Fundamental network science

formalized representations of the geometry of multi-dimensional networks

Foundational network science research includes: study of topological data analysis on graphs, reinforcement learning on complex networks, graph embedding and representation learning, scalable algorithms for mining graphs, and anomaly detection. We are also working on a collection of studies developing rigorous approaches to latent-geometric network models, maximum entropy ensembles of random graphs, and their navigability, with applications ranging from neuroscience to quantum gravity and cosmology.

Featured publications

Measuring algorithmically infused societies

Claudia Wagner, Markus Strohmaier, Alexandra Olteanu, Emre Kıcıman, Noshir Contractor, Tina Eliassi-Rad
Nature
June 30, 2021

Dynamic hidden-variable network models

Harrison Hartle, Fragkiskos Papadopoulos, and Dmitri Krioukov
Phys. Rev. E
May 13, 2021

A wealth of discovery built on the Human Genome Project — by the numbers

Alexander J. Gates, Deisy Morselli Gysi, Manolis Kellis & Albert-László Barabási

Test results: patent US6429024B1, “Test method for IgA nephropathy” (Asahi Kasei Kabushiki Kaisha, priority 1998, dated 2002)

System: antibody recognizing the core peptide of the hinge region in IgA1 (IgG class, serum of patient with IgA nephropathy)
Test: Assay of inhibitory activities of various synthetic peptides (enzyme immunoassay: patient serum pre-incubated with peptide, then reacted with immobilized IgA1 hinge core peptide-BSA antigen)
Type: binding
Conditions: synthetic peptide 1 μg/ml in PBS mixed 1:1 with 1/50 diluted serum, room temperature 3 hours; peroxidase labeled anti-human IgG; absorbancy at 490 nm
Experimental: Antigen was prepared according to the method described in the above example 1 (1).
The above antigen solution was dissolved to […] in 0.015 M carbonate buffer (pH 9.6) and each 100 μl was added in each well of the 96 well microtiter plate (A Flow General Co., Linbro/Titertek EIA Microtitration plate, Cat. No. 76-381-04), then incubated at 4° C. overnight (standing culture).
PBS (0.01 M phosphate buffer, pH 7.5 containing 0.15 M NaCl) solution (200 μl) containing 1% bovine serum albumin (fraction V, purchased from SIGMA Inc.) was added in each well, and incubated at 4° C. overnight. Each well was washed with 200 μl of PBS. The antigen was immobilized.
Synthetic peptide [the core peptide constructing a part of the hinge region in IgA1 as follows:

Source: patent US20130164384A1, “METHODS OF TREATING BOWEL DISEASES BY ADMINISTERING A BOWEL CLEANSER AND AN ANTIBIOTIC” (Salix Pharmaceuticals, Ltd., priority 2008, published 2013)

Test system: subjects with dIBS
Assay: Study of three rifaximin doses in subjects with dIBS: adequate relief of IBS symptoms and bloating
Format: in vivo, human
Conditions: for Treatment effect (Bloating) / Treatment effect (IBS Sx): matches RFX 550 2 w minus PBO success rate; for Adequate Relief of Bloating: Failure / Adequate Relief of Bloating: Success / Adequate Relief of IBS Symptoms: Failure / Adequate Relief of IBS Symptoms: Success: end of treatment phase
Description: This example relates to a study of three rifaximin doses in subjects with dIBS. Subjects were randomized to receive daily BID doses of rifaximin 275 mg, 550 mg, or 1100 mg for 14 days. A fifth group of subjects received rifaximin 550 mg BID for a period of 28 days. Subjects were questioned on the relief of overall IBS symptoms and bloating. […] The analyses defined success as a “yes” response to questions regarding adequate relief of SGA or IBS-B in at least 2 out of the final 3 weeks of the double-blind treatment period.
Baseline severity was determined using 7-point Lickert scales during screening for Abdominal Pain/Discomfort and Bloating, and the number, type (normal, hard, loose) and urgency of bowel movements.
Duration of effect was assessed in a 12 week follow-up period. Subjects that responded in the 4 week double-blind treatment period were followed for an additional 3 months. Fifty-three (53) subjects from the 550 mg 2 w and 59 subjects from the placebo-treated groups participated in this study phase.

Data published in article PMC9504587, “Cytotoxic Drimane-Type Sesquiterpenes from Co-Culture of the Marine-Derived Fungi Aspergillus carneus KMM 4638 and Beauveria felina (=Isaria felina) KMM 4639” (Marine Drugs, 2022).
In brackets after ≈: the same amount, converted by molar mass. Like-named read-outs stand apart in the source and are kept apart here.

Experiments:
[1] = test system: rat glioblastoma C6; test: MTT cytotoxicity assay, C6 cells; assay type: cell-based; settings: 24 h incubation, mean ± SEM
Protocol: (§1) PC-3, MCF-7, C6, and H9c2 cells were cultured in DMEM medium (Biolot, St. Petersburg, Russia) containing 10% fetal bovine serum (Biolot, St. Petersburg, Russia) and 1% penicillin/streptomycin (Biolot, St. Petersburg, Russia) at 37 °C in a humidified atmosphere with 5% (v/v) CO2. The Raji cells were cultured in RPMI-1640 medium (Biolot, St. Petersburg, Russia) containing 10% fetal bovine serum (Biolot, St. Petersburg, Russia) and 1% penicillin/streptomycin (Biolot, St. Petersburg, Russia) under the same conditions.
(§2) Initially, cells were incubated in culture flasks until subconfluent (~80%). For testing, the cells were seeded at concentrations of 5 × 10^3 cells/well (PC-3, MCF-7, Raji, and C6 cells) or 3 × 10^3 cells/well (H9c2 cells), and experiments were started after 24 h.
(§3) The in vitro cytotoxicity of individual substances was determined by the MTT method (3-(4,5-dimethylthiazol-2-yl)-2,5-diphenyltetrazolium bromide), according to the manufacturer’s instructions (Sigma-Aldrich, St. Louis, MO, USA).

Nature
February 10, 2021

Recent publications

Sequential motifs in observed walks

Timothy LaRock, Ingo Scholtes, Tina Eliassi-Rad
Journal of Complex Networks
August 23, 2022

Multi-fidelity Hierarchical Neural Processes

Dongxia Wu, Matteo Chinazzi, Alessandro Vespignani, Yi-An Ma, Rose Yu
ACM Digital Library
August 14, 2022

Spin glass systems as collective active inference

Conor Heins, Brennan Klein, Daphne Demekas, Miguel Aguilera, Christopher Buckley
arXiv
July 14, 2022

On Bayesian Mechanics: A Physics of and by Beliefs

Maxwell J D Ramstead, Dalton A R Sakthivadivel, Conor Heins, Magnus Koudahl, Beren Millidge, Lancelot Da Costa, Brennan Klein, Karl J Friston
arxiv
May 23, 2022

Random Simplicial Complexes: Models and Phenomena

Omer Bobrowski, Dmitri Krioukov
Springer Link
April 27, 2022
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Featured news coverage

Featured project

In our project on Scalable Graph Distances, we explore measurements of graph distance in metric spaces, which are required for many graph mining tasks (eg, clustering, anomaly detection). This project explores a formal mathematical foundation covering a family of graph distance measures that overcome common limitations, such as their inability to scale up to millions of nodes and reliance on heuristics. In another collection of studies on latent geometry, we rigorously establish conditions for a given (real) network to have latent geometry. This geometry can then be reliably used in applications ranging from explaining the structure of (optimal) information flows in the brain to providing new approaches to the dark energy problem in cosmology.

Major funders

NSF, Army Research Office